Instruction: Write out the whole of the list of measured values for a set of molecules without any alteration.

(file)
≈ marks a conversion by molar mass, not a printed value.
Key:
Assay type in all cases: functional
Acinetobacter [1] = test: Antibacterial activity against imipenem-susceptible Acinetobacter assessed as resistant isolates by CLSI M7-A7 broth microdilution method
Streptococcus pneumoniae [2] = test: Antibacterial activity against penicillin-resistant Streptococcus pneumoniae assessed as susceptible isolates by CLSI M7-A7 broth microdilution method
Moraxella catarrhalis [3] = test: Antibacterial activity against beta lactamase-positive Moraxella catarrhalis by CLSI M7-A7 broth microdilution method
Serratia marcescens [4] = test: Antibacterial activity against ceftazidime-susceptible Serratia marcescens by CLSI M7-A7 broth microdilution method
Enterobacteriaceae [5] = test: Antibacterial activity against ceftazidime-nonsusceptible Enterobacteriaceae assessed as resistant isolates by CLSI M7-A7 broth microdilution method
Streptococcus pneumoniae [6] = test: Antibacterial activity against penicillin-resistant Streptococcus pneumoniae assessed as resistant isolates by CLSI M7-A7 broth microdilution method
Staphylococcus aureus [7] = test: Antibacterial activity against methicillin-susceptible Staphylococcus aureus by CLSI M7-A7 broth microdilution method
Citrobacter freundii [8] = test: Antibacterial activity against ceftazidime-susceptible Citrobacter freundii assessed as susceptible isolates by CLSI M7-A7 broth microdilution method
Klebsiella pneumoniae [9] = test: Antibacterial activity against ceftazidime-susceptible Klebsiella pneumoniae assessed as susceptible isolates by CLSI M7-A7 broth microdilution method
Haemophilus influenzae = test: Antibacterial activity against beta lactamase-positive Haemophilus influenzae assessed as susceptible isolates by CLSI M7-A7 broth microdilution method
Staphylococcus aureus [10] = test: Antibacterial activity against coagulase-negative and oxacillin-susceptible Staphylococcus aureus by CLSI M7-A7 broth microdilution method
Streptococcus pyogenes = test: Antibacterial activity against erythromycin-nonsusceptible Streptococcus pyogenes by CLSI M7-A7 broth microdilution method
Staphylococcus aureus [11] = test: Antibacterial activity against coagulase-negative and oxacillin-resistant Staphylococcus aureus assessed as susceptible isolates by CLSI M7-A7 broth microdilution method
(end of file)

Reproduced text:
≈ marks a conversion by molar mass, not a printed value.
Key:
Assay type in all cases: functional
Acinetobacter [1] = test: Antibacterial activity against imipenem-susceptible Acinetobacter assessed as resistant isolates by CLSI M7-A7 broth microdilution method
Streptococcus pneumoniae [2] = test: Antibacterial activity against penicillin-resistant Streptococcus pneumoniae assessed as susceptible isolates by CLSI M7-A7 broth microdilution method
Moraxella catarrhalis [3] = test: Antibacterial activity against beta lactamase-positive Moraxella catarrhalis by CLSI M7-A7 broth microdilution method
Serratia marcescens [4] = test: Antibacterial activity against ceftazidime-susceptible Serratia marcescens by CLSI M7-A7 broth microdilution method
Enterobacteriaceae [5] = test: Antibacterial activity against ceftazidime-nonsusceptible Enterobacteriaceae assessed as resistant isolates by CLSI M7-A7 broth microdilution method
Streptococcus pneumoniae [6] = test: Antibacterial activity against penicillin-resistant Streptococcus pneumoniae assessed as resistant isolates by CLSI M7-A7 broth microdilution method
Staphylococcus aureus [7] = test: Antibacterial activity against methicillin-susceptible Staphylococcus aureus by CLSI M7-A7 broth microdilution method
Citrobacter freundii [8] = test: Antibacterial activity against ceftazidime-susceptible Citrobacter freundii assessed as susceptible isolates by CLSI M7-A7 broth microdilution method
Klebsiella pneumoniae [9] = test: Antibacterial activity against ceftazidime-susceptible Klebsiella pneumoniae assessed as susceptible isolates by CLSI M7-A7 broth microdilution method
Haemophilus influenzae = test: Antibacterial activity against beta lactamase-positive Haemophilus influenzae assessed as susceptible isolates by CLSI M7-A7 broth microdilution method
Staphylococcus aureus [10] = test: Antibacterial activity against coagulase-negative and oxacillin-susceptible Staphylococcus aureus by CLSI M7-A7 broth microdilution method
Streptococcus pyogenes = test: Antibacterial activity against erythromycin-nonsusceptible Streptococcus pyogenes by CLSI M7-A7 broth microdilution method
Staphylococcus aureus [11] = test: Antibacterial activity against coagulase-negative and oxacillin-resistant Staphylococcus aureus assessed as susceptible isolates by CLSI M7-A7 broth microdilution method